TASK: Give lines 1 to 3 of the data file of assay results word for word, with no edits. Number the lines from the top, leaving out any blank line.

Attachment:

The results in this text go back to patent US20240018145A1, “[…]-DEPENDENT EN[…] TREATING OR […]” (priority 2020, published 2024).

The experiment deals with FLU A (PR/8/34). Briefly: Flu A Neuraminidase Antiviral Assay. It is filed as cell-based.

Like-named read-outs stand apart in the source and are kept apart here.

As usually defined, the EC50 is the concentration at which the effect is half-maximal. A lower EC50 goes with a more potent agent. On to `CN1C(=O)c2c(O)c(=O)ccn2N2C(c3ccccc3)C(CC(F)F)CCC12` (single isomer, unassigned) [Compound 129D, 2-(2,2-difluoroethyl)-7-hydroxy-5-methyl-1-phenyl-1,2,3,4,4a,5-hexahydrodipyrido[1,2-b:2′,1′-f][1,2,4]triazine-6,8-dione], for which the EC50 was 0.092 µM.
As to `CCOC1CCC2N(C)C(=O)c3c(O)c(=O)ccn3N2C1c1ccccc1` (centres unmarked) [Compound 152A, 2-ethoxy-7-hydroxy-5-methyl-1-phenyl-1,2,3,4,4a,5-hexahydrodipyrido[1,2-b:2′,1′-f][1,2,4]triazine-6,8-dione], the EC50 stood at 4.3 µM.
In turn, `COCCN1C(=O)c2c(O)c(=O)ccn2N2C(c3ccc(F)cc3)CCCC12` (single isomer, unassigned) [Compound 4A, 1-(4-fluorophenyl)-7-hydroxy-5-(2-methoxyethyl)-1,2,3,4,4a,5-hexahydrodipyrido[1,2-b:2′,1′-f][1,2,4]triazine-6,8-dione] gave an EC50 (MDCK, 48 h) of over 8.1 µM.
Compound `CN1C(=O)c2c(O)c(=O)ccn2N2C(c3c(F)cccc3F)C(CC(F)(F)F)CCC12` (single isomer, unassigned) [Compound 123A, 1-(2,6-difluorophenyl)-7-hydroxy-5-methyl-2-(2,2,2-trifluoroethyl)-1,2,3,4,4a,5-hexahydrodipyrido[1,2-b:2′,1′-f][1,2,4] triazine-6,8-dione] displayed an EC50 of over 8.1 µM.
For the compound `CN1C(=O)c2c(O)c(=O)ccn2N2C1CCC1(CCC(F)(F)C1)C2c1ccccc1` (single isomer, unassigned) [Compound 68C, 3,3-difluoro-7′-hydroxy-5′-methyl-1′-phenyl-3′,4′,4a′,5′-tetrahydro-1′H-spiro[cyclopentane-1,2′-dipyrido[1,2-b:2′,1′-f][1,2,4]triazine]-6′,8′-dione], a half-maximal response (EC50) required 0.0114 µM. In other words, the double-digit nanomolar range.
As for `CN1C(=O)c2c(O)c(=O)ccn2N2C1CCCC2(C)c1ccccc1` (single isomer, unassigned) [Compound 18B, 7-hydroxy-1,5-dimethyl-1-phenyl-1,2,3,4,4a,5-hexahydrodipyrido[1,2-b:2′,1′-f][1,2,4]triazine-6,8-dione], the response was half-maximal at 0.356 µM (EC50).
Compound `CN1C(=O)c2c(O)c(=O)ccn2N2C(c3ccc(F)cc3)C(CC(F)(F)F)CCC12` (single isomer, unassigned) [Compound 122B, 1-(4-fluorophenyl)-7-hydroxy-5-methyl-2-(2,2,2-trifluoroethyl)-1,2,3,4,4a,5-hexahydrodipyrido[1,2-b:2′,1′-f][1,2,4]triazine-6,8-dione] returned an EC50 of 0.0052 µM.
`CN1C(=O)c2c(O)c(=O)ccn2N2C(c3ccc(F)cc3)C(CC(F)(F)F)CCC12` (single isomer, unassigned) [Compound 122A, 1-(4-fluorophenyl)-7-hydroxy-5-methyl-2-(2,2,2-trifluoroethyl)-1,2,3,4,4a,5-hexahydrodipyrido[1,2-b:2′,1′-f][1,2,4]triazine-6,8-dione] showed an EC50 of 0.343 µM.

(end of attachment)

The results in this text go back to patent US20240018145A1, “[…]-DEPENDENT EN[…] TREATING OR […]” (priority 2020, published 2024).

The experiment deals with FLU A (PR/8/34). Briefly: Flu A Neuraminidase Antiviral Assay. It is filed as cell-based.

Like-named read-outs stand apart in the source and are kept apart here.